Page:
This morning I was back at LCC working with Ms Rashotte's Grade Sixes, and then Ms. De Toni's second Grade Five group. We were talking about how writers can observe body language, then use it in their stories, when I noticed some fascinating body language. Gio (which is short for Giovani, though his parents call him Jo) raises his right eyebrow when he thinks. I love that! Also, Gio, who is in Ms. Rashotte's class, thinks a lot, which is a great thing in a person of any age. I know Gio thinks a lot because I was watching that right eyebrow of his!
When I asked Ms. Rashotte's students, "Do you all want to develop as writers?" Francesca stole my heart when she answered, "Maybe." I loved her answer because it is so HONEST.
I finished my day with Ms. De Toni's second group. Abigail struck me as a sensitive, thought-full person. She told me, "I've wanted to be a writer since first grade -- kind of. I actually like doing writing homework." Of course, that made both Ms. De Toni and me happy!
We also played a little writing game together. Inspired by a student named Matthew who was sitting up front and answering all my questions, we all came up with words that start with the letter M. I admit I got the most words (29!), but some of the students had way better words than mine. Abigail got min fadlack, which she explained means thank you in Arabic! (I had told the students their M words could come from any language.) Felix kept thinking of more M words. When I said that I liked my word marjoram, he called out, "Margarine!" And Ms. De Toni came up with the word meticulous, which means precise and attentive. So I asked Ms. De Toni whether she was meticulous, and we both laughed when she admitted she wasn't -- and I told her that I wasn't meticulous either!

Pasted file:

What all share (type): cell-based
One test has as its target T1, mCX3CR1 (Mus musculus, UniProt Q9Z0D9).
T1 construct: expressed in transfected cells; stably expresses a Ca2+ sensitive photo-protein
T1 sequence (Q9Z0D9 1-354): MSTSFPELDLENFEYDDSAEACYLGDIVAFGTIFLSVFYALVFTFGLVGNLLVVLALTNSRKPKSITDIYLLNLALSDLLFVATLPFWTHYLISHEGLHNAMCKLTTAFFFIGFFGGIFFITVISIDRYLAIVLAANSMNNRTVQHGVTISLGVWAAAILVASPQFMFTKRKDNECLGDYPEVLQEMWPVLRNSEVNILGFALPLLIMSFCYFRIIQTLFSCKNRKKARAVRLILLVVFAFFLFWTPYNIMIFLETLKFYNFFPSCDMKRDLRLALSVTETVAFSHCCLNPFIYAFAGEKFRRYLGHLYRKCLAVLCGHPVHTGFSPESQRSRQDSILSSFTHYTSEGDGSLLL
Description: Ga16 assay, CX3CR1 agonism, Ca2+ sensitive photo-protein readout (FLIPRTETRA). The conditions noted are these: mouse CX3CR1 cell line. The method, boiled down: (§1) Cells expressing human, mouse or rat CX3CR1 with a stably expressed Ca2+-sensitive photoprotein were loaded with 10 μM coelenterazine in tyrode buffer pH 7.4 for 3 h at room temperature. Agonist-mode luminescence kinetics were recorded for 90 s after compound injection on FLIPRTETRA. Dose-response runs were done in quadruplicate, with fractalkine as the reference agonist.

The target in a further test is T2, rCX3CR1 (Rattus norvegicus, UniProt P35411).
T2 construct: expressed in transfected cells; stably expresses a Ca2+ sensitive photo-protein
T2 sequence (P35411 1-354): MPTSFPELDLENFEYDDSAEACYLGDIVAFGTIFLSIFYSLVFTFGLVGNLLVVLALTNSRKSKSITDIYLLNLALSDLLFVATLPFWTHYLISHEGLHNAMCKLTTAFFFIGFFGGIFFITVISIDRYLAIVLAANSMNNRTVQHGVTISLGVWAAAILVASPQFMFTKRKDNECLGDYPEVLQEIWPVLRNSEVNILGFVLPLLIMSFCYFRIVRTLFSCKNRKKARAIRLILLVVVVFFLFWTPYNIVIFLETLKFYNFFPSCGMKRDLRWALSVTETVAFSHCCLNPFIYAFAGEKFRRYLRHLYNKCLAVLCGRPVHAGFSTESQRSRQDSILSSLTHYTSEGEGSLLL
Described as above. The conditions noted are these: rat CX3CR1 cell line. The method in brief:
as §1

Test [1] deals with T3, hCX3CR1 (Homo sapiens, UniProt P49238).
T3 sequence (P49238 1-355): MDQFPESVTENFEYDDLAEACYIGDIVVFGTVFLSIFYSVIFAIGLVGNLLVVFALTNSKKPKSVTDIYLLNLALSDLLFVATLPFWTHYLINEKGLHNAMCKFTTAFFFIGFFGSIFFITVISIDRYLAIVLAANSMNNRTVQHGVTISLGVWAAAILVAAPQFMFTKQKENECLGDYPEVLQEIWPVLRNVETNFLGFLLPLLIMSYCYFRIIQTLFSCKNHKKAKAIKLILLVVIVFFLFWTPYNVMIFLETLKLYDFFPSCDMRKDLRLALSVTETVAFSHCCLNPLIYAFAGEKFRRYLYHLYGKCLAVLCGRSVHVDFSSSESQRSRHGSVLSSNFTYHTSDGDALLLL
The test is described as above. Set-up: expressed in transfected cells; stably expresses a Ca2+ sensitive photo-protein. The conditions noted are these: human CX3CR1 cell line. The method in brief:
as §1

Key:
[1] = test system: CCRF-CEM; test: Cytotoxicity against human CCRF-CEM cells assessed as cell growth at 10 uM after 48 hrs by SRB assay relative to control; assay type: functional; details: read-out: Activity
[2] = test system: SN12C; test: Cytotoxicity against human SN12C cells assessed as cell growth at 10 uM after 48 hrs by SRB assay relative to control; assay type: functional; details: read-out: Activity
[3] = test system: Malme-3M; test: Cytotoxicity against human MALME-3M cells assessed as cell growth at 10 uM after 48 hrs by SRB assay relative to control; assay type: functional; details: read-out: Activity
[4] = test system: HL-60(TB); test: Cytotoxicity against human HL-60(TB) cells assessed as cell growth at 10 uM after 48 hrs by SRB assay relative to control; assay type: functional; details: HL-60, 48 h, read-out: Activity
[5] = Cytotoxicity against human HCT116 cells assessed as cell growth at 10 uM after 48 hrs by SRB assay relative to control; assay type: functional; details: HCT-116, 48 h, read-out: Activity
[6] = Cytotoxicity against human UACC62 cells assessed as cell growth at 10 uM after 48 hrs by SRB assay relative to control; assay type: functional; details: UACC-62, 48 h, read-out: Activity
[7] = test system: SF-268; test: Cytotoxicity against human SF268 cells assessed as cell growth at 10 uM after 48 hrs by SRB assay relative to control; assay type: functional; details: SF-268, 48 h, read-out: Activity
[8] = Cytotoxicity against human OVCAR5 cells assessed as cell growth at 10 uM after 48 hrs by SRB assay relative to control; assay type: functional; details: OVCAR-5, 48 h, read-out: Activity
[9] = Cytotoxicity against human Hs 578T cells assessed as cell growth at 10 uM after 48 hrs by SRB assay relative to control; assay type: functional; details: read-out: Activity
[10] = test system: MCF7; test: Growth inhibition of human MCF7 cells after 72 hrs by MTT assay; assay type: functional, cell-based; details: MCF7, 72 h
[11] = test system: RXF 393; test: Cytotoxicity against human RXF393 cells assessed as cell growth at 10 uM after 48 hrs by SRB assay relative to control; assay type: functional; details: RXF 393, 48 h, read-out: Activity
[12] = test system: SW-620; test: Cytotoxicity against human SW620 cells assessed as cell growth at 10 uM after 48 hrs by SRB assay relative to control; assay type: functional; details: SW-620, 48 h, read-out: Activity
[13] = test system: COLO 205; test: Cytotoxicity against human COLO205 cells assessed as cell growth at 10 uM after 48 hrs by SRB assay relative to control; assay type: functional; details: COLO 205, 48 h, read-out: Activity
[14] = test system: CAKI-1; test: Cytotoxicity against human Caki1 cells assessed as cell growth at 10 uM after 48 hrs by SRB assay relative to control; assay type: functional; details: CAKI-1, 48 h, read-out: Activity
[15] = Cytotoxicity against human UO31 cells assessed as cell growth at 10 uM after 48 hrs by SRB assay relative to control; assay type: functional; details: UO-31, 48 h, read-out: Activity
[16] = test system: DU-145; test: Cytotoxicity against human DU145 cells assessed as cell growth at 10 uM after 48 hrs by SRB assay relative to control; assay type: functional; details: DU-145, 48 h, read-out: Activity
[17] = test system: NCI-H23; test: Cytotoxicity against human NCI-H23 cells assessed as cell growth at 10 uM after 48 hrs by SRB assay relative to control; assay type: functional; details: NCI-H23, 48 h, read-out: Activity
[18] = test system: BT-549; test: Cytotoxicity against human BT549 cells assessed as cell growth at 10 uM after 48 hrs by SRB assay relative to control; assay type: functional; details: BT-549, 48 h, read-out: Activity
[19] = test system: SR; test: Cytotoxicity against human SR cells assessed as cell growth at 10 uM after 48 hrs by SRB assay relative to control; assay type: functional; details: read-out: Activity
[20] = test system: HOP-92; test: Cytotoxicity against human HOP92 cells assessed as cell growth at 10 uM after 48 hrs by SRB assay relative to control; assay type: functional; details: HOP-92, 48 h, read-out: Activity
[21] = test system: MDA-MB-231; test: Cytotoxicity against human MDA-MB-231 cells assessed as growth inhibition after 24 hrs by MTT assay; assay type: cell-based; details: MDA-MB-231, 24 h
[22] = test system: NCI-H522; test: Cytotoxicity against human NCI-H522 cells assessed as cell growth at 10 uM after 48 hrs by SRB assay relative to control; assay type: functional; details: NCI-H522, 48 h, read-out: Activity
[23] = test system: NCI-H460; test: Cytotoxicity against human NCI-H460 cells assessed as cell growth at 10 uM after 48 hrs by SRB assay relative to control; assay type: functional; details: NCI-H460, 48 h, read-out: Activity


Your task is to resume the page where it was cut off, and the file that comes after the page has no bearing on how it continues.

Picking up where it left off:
When we discussed eavesdropping as a possible source for stories, a student named Nelly said, "I'm very nosy." That prompted me to suggest she should write a book called Nosy Nelly. But then Ms. De Toni thought there already was a book with that title -- and so she Googled it, and indeed, an author named Linda Mason already wrote Nosy Nelly. I suggested that Nelly might call her book Extra-Nosy Nelly.
I'm going to end today's blog entry -- the last blog entry after a busy week of school visits -- with my favourite comment of all. It's from Abigail, who raised her hand and said, "Maybe one day you'll find a book of mine on the shelf next to yours!" Abigail, I can hardly wait!
Thanks to librarian Laura Sanders for arranging my visit to LCC; thanks to all the other wonderful librarians I met during my visit including Marie-Noël; thanks to members of the communications team who came to take pictures (and who also listened to my talks!); thanks to director of the junior school, Alison Wearing, who came up with the idea of inviting me in the first place. But most of all, thanks to the kids -- you DAZZLED me with your energy, cleverness, sense of fun and especially your love for stories. Now get to work! You've got loads and loads to read and write!